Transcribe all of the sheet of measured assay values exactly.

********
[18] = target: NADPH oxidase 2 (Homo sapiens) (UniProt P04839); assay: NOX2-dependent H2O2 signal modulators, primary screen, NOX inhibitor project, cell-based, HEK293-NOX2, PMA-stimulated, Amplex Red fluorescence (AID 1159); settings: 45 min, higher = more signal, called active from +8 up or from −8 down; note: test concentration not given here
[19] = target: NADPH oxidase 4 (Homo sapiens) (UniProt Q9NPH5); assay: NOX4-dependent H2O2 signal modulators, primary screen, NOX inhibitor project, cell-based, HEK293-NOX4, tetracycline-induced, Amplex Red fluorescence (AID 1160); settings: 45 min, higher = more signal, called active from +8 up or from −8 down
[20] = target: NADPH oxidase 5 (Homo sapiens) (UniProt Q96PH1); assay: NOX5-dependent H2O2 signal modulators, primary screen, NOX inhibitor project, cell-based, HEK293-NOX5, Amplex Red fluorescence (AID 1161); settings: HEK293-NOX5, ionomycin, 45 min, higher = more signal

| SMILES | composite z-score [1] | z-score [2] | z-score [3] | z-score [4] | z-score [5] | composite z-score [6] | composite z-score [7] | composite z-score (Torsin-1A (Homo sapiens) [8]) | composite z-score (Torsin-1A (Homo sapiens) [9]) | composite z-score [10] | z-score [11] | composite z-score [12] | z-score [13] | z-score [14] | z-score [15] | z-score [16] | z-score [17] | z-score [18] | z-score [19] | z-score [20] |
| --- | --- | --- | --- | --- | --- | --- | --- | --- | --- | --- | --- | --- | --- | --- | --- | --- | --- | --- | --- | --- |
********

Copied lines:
[18] = target: NADPH oxidase 2 (Homo sapiens) (UniProt P04839); assay: NOX2-dependent H2O2 signal modulators, primary screen, NOX inhibitor project, cell-based, HEK293-NOX2, PMA-stimulated, Amplex Red fluorescence (AID 1159); settings: 45 min, higher = more signal, called active from +8 up or from −8 down; note: test concentration not given here
[19] = target: NADPH oxidase 4 (Homo sapiens) (UniProt Q9NPH5); assay: NOX4-dependent H2O2 signal modulators, primary screen, NOX inhibitor project, cell-based, HEK293-NOX4, tetracycline-induced, Amplex Red fluorescence (AID 1160); settings: 45 min, higher = more signal, called active from +8 up or from −8 down
[20] = target: NADPH oxidase 5 (Homo sapiens) (UniProt Q96PH1); assay: NOX5-dependent H2O2 signal modulators, primary screen, NOX inhibitor project, cell-based, HEK293-NOX5, Amplex Red fluorescence (AID 1161); settings: HEK293-NOX5, ionomycin, 45 min, higher = more signal

| SMILES | composite z-score [1] | z-score [2] | z-score [3] | z-score [4] | z-score [5] | composite z-score [6] | composite z-score [7] | composite z-score (Torsin-1A (Homo sapiens) [8]) | composite z-score (Torsin-1A (Homo sapiens) [9]) | composite z-score [10] | z-score [11] | composite z-score [12] | z-score [13] | z-score [14] | z-score [15] | z-score [16] | z-score [17] | z-score [18] | z-score [19] | z-score [20] |
| --- | --- | --- | --- | --- | --- | --- | --- | --- | --- | --- | --- | --- | --- | --- | --- | --- | --- | --- | --- | --- |